Young Argentinian troubadour bares his soul on inspired debut
When it comes to blues, folk-rock and Americana, one may not necessarily think of South America. Such is the stereotype many in the West can place upon other non English speaking countries who think that it is only in England and North America where musicians are truly qualified to add to the great American songbook. But 27 year old singer-songwriter Alejandro Torriggino has managed to successfully break down those preconceptions on his debut Sureste (or Southeast), an album fraught with heartache and reflection.
Born in Patagonia, Argentina, and now currently residing in Rosario, Alejandro first took drumming and guitar lessons in his teens, before writing songs at the age of Seventeen. He put together and played in a number of local bands before finally meeting Gonzalo Esteybar in 2015, an indie record producer perhaps best known for his project “Once Guitars,” an all acoustic guitar quartet. When the largely self taught singer-songwriter presented to Gonzalo some of his material, the producer was so impressed that he offered him the chance to record his first album, which is what we have here. Alejandro himself described the approach to making the record: “It features a very organic sound, since I was looking for that warmer palette on the analogue instruments.” And it is that warm palette which permeates throughout Sureste, an album rich with autumnal expression and mellow textures.
Opening track “Tengo que salir de esta ciudad” is a reflective piece, with plenty of teary pedal steel and melodious strumming. “Roca” is a little more upbeat, in terms of rhythm, but full of thoughtful observations all the same. The atmospheric “Aves de Invierno” (winter birds) has the potential to lull the listener into a state of dream, with its lap steel guitar and soft cloud-like strings, while “Vas a llover para mi?” and “Fuego y cenizas” are both drifty ballads worthy of the early ’70s Laurel Canyon scene.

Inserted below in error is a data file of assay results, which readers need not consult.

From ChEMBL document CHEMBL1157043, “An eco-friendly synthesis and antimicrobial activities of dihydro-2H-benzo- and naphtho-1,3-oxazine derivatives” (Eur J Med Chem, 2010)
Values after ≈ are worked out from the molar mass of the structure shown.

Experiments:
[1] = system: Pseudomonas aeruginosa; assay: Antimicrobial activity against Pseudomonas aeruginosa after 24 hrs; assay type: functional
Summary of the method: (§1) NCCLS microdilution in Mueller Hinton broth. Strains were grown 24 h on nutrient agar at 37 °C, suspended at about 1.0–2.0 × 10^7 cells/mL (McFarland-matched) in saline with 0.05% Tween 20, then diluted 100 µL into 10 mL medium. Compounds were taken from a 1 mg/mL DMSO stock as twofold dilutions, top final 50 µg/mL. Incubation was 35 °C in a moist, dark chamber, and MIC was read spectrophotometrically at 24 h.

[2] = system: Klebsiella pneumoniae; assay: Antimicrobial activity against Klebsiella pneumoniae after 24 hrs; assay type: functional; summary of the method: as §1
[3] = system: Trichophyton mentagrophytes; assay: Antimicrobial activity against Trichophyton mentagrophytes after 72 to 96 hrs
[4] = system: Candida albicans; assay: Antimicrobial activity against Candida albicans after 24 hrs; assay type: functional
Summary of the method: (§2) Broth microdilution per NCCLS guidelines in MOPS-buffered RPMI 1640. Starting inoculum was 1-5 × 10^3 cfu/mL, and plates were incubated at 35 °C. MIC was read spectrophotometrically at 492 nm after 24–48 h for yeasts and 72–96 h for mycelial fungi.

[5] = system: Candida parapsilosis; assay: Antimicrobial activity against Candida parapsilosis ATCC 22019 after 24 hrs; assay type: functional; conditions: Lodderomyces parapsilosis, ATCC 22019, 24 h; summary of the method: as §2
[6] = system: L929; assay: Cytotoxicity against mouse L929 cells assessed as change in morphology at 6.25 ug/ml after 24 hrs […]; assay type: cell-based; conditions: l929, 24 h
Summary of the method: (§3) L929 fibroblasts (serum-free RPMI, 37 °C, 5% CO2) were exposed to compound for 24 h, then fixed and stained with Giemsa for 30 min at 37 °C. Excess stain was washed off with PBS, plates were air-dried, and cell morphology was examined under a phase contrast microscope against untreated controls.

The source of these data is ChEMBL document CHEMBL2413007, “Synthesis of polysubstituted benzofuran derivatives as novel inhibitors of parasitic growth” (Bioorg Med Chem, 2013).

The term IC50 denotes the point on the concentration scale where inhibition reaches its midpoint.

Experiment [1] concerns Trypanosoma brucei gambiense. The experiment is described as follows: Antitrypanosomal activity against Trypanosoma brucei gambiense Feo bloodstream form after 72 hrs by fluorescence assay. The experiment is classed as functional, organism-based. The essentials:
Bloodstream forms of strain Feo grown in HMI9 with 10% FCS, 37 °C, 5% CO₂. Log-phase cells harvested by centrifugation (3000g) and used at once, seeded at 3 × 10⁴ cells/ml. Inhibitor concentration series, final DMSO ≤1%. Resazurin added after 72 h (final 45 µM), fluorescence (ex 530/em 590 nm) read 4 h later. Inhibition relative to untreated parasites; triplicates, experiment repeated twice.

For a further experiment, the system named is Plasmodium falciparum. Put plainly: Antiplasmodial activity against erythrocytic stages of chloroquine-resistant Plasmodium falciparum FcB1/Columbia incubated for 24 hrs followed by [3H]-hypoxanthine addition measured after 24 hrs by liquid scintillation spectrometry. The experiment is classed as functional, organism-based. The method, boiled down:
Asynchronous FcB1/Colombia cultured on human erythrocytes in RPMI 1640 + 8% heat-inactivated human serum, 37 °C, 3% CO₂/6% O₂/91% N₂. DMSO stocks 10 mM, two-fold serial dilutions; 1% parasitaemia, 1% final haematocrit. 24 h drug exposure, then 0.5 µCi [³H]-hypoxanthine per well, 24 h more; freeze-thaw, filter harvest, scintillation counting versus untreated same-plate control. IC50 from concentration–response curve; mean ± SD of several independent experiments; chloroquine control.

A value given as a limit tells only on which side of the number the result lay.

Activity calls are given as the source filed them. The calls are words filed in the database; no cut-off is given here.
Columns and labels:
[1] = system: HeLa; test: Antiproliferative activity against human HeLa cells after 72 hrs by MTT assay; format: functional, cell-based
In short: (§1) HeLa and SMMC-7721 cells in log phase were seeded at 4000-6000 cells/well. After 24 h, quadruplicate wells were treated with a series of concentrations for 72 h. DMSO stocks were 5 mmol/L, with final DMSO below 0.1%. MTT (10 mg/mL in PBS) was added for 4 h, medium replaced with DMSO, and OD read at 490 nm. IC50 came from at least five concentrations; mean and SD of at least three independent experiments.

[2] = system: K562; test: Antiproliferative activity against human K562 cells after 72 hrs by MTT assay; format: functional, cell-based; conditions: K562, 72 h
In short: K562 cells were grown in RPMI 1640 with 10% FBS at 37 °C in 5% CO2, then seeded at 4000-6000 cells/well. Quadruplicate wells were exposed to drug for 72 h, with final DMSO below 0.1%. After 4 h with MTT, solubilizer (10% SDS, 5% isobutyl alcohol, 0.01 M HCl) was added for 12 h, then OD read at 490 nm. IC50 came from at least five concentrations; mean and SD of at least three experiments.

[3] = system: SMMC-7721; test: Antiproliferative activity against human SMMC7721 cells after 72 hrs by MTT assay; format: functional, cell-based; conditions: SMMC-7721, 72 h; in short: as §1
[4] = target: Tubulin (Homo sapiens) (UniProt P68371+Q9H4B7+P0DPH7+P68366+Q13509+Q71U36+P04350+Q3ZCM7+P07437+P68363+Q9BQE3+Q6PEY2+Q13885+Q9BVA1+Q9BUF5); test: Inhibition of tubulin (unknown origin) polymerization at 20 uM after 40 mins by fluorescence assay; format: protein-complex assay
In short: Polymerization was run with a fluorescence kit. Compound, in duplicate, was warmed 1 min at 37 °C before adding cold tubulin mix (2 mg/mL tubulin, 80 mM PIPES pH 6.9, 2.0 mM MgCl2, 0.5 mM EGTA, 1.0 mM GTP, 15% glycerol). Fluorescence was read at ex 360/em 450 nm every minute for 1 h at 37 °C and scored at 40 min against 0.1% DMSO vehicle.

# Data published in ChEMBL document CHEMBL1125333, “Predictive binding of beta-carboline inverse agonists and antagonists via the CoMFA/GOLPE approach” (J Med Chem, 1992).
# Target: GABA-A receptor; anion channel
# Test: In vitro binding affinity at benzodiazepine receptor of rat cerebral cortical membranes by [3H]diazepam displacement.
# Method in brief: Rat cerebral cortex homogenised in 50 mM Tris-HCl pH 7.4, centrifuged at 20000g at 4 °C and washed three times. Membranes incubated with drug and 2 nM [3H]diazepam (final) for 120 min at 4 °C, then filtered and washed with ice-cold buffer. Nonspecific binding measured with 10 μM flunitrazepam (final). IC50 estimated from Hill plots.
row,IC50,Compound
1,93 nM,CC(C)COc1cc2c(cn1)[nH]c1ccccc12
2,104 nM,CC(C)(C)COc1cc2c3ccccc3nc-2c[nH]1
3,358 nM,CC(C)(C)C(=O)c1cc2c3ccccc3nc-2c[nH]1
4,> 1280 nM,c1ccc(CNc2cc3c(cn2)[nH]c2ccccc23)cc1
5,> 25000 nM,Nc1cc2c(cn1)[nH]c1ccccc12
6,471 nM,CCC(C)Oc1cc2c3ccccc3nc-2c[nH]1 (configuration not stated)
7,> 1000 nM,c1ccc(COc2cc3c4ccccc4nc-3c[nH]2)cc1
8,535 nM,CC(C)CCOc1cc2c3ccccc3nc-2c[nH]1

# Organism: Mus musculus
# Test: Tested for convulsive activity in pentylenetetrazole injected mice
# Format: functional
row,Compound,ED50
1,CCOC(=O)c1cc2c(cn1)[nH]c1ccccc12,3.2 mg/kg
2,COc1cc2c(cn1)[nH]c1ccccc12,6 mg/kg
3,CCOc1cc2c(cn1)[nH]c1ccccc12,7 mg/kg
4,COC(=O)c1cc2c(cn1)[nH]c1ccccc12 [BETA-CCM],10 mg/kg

On “Siempre serás la Misma” Torriggino reminds this listener of an Argentinean Ryan Adams, and is another delicate number, with a lovely melody and gorgeous piano. “Dónde estás esta noche?” has our troubled troubadour wondering where his lover is, before increasing the tempo (slightly) on “Paula,” a song which has an almost pop-rock feel to it, albeit with a somewhat Latin flavour. The sentimental “Viejos cofres” (old chests) is Ryan Adams meets Harvest era Neil Young, followed by what is indeed a very long and sad goodbye with “Largo y triste adios,” a mournful tune but not one without a sense of hope it seems. Certainly there is much tenderness and empathy in the playing throughout, enough to recommend it to this critic’s playlist.
For fans of Ryan Adams, Ray LaMontagne, and ’70s acoustic folk-rock in general, Alejandro Torriggino is unlikely to disappoint. Sureste was clearly an organic production from start to finish, which makes for a refreshing change in this computer age where so much of our popular music has been compressed to ones and zeros. Therefore how reassuring it is to know that there are still those amongst the digital dead, whose ambition is merely to create something far more real and tangible.